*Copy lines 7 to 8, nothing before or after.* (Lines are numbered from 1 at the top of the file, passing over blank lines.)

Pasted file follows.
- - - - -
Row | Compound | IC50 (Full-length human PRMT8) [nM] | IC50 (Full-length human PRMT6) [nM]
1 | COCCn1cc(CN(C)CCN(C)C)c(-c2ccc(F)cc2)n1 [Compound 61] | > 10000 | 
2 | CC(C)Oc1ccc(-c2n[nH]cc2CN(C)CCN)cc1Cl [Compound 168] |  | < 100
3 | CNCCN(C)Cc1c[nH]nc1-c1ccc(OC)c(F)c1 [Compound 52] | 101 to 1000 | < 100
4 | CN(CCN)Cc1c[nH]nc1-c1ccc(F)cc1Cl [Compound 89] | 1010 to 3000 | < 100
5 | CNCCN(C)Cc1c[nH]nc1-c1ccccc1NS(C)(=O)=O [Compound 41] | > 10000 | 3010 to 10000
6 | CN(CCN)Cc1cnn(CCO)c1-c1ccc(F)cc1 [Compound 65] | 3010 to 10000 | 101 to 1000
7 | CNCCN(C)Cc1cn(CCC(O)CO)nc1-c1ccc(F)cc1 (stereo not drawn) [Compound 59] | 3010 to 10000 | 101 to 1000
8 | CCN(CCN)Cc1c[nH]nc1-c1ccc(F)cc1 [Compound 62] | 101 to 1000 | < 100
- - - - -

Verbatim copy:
6 | CN(CCN)Cc1cnn(CCO)c1-c1ccc(F)cc1 [Compound 65] | 3010 to 10000 | 101 to 1000
7 | CNCCN(C)Cc1cn(CCC(O)CO)nc1-c1ccc(F)cc1 (stereo not drawn) [Compound 59] | 3010 to 10000 | 101 to 1000